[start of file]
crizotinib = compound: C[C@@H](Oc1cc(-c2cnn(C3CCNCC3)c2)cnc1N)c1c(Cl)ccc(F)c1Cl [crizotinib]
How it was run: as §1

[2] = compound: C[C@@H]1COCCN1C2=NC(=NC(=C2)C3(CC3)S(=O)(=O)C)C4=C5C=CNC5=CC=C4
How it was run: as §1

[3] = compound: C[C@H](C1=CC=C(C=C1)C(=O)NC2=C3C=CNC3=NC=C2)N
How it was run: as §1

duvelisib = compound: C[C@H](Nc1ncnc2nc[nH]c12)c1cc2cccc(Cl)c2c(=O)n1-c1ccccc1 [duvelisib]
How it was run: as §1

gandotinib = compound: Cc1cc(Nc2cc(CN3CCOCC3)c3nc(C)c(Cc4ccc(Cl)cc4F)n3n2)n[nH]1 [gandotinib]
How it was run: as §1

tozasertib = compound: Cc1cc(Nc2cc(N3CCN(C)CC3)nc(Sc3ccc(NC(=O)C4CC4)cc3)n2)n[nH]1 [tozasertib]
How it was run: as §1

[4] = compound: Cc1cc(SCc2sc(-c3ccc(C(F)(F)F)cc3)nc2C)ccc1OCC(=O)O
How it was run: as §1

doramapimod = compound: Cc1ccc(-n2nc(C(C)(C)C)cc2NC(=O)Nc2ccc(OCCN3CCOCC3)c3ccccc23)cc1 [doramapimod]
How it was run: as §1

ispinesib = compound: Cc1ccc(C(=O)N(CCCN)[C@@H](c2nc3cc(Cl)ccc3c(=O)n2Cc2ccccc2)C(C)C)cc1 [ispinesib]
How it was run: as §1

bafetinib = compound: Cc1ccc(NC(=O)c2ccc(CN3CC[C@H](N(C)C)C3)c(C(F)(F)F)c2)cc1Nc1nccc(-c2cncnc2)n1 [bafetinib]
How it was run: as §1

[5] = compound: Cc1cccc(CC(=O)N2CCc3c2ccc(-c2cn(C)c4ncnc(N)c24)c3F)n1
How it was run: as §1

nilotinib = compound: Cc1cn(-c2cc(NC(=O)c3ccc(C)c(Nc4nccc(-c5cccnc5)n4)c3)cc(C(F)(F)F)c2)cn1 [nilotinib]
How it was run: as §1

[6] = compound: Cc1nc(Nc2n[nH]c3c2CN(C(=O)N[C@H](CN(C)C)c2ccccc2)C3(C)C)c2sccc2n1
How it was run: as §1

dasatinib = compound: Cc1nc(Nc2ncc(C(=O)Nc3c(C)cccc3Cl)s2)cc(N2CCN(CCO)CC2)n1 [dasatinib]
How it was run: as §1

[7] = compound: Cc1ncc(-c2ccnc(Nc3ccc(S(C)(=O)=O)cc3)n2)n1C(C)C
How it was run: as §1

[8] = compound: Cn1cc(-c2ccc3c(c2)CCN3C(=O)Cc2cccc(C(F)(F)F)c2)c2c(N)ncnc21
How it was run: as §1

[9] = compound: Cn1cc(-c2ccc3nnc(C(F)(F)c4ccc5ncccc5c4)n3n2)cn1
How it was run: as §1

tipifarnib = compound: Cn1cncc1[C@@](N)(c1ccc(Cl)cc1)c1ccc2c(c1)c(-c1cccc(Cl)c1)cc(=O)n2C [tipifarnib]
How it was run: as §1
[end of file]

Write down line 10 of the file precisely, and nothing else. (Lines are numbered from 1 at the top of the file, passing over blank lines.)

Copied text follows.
How it was run: as §1